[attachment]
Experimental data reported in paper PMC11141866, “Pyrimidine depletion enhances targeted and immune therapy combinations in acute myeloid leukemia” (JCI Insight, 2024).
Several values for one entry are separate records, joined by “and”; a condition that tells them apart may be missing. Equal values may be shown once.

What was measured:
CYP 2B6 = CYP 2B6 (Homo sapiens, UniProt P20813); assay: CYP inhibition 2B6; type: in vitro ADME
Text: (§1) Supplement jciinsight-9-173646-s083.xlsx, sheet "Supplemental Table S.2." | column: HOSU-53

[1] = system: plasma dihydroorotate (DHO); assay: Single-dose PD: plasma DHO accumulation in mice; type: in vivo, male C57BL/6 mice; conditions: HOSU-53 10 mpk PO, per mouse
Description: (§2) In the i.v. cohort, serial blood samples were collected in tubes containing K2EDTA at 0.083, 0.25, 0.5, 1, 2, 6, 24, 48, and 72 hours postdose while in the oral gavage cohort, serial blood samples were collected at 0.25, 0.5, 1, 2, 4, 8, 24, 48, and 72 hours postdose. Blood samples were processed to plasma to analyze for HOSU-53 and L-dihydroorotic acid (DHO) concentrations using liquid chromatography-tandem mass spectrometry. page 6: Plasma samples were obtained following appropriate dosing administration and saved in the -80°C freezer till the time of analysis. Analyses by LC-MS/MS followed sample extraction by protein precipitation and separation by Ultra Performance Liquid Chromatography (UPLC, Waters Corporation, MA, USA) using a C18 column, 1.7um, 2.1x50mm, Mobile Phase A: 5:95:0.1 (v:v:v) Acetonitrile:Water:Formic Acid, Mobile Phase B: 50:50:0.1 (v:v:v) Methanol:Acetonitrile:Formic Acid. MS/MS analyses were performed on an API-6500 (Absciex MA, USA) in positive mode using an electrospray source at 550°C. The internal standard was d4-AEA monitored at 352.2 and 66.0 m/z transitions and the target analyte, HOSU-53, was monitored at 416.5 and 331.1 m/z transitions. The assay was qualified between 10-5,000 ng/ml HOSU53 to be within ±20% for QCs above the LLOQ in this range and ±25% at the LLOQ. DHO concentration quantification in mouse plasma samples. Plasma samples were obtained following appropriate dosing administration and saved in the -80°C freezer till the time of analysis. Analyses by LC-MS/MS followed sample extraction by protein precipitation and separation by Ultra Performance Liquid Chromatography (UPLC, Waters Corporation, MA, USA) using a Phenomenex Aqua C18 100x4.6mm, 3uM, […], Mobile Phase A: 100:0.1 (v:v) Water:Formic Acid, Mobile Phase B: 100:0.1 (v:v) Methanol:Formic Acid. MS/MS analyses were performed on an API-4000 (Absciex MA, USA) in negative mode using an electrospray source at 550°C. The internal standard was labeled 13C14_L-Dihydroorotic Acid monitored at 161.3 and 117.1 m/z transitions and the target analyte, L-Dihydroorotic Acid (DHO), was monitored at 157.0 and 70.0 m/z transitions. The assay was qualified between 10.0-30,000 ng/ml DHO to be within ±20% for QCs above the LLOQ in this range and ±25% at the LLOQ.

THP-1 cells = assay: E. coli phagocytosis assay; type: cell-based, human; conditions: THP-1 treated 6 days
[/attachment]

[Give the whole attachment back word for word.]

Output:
Experimental data reported in paper PMC11141866, “Pyrimidine depletion enhances targeted and immune therapy combinations in acute myeloid leukemia” (JCI Insight, 2024).
Several values for one entry are separate records, joined by “and”; a condition that tells them apart may be missing. Equal values may be shown once.

What was measured:
CYP 2B6 = CYP 2B6 (Homo sapiens, UniProt P20813); assay: CYP inhibition 2B6; type: in vitro ADME
Text: (§1) Supplement jciinsight-9-173646-s083.xlsx, sheet "Supplemental Table S.2." | column: HOSU-53

[1] = system: plasma dihydroorotate (DHO); assay: Single-dose PD: plasma DHO accumulation in mice; type: in vivo, male C57BL/6 mice; conditions: HOSU-53 10 mpk PO, per mouse
Description: (§2) In the i.v. cohort, serial blood samples were collected in tubes containing K2EDTA at 0.083, 0.25, 0.5, 1, 2, 6, 24, 48, and 72 hours postdose while in the oral gavage cohort, serial blood samples were collected at 0.25, 0.5, 1, 2, 4, 8, 24, 48, and 72 hours postdose. Blood samples were processed to plasma to analyze for HOSU-53 and L-dihydroorotic acid (DHO) concentrations using liquid chromatography-tandem mass spectrometry. page 6: Plasma samples were obtained following appropriate dosing administration and saved in the -80°C freezer till the time of analysis. Analyses by LC-MS/MS followed sample extraction by protein precipitation and separation by Ultra Performance Liquid Chromatography (UPLC, Waters Corporation, MA, USA) using a C18 column, 1.7um, 2.1x50mm, Mobile Phase A: 5:95:0.1 (v:v:v) Acetonitrile:Water:Formic Acid, Mobile Phase B: 50:50:0.1 (v:v:v) Methanol:Acetonitrile:Formic Acid. MS/MS analyses were performed on an API-6500 (Absciex MA, USA) in positive mode using an electrospray source at 550°C. The internal standard was d4-AEA monitored at 352.2 and 66.0 m/z transitions and the target analyte, HOSU-53, was monitored at 416.5 and 331.1 m/z transitions. The assay was qualified between 10-5,000 ng/ml HOSU53 to be within ±20% for QCs above the LLOQ in this range and ±25% at the LLOQ. DHO concentration quantification in mouse plasma samples. Plasma samples were obtained following appropriate dosing administration and saved in the -80°C freezer till the time of analysis. Analyses by LC-MS/MS followed sample extraction by protein precipitation and separation by Ultra Performance Liquid Chromatography (UPLC, Waters Corporation, MA, USA) using a Phenomenex Aqua C18 100x4.6mm, 3uM, […], Mobile Phase A: 100:0.1 (v:v) Water:Formic Acid, Mobile Phase B: 100:0.1 (v:v) Methanol:Formic Acid. MS/MS analyses were performed on an API-4000 (Absciex MA, USA) in negative mode using an electrospray source at 550°C. The internal standard was labeled 13C14_L-Dihydroorotic Acid monitored at 161.3 and 117.1 m/z transitions and the target analyte, L-Dihydroorotic Acid (DHO), was monitored at 157.0 and 70.0 m/z transitions. The assay was qualified between 10.0-30,000 ng/ml DHO to be within ±20% for QCs above the LLOQ in this range and ±25% at the LLOQ.

THP-1 cells = assay: E. coli phagocytosis assay; type: cell-based, human; conditions: THP-1 treated 6 days